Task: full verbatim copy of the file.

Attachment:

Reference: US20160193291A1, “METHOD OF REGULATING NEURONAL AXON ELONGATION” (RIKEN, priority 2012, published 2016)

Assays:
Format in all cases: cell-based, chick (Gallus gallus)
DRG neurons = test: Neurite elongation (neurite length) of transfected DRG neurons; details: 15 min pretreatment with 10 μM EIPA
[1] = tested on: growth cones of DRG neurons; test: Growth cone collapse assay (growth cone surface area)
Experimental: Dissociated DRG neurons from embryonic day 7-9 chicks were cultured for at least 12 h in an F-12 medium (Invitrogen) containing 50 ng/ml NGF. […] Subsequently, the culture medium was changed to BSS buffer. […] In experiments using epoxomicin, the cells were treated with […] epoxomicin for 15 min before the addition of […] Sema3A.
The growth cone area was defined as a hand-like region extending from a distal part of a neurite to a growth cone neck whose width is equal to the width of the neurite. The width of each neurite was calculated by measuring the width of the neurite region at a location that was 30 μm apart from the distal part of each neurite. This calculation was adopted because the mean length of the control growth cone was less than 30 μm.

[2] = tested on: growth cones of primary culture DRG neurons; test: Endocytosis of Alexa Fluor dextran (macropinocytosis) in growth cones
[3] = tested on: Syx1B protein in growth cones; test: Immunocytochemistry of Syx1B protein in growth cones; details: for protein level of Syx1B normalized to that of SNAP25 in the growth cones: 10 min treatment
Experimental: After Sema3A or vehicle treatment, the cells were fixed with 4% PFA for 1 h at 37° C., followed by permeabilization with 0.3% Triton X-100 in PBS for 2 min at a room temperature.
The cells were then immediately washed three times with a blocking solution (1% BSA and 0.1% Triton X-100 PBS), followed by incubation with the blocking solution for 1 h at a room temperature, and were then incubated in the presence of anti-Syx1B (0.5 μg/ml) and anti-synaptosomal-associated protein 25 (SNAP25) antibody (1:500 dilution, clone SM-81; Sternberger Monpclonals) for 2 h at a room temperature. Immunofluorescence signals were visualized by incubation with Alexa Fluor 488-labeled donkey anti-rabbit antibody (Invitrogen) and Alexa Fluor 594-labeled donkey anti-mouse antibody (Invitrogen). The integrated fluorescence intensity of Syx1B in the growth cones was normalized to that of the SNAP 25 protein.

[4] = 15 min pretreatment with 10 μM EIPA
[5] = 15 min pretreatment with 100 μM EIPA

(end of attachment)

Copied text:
Reference: US20160193291A1, “METHOD OF REGULATING NEURONAL AXON ELONGATION” (RIKEN, priority 2012, published 2016)

Assays:
Format in all cases: cell-based, chick (Gallus gallus)
DRG neurons = test: Neurite elongation (neurite length) of transfected DRG neurons; details: 15 min pretreatment with 10 μM EIPA
[1] = tested on: growth cones of DRG neurons; test: Growth cone collapse assay (growth cone surface area)
Experimental: Dissociated DRG neurons from embryonic day 7-9 chicks were cultured for at least 12 h in an F-12 medium (Invitrogen) containing 50 ng/ml NGF. […] Subsequently, the culture medium was changed to BSS buffer. […] In experiments using epoxomicin, the cells were treated with […] epoxomicin for 15 min before the addition of […] Sema3A.
The growth cone area was defined as a hand-like region extending from a distal part of a neurite to a growth cone neck whose width is equal to the width of the neurite. The width of each neurite was calculated by measuring the width of the neurite region at a location that was 30 μm apart from the distal part of each neurite. This calculation was adopted because the mean length of the control growth cone was less than 30 μm.

[2] = tested on: growth cones of primary culture DRG neurons; test: Endocytosis of Alexa Fluor dextran (macropinocytosis) in growth cones
[3] = tested on: Syx1B protein in growth cones; test: Immunocytochemistry of Syx1B protein in growth cones; details: for protein level of Syx1B normalized to that of SNAP25 in the growth cones: 10 min treatment
Experimental: After Sema3A or vehicle treatment, the cells were fixed with 4% PFA for 1 h at 37° C., followed by permeabilization with 0.3% Triton X-100 in PBS for 2 min at a room temperature.
The cells were then immediately washed three times with a blocking solution (1% BSA and 0.1% Triton X-100 PBS), followed by incubation with the blocking solution for 1 h at a room temperature, and were then incubated in the presence of anti-Syx1B (0.5 μg/ml) and anti-synaptosomal-associated protein 25 (SNAP25) antibody (1:500 dilution, clone SM-81; Sternberger Monpclonals) for 2 h at a room temperature. Immunofluorescence signals were visualized by incubation with Alexa Fluor 488-labeled donkey anti-rabbit antibody (Invitrogen) and Alexa Fluor 594-labeled donkey anti-mouse antibody (Invitrogen). The integrated fluorescence intensity of Syx1B in the growth cones was normalized to that of the SNAP 25 protein.

[4] = 15 min pretreatment with 10 μM EIPA
[5] = 15 min pretreatment with 100 μM EIPA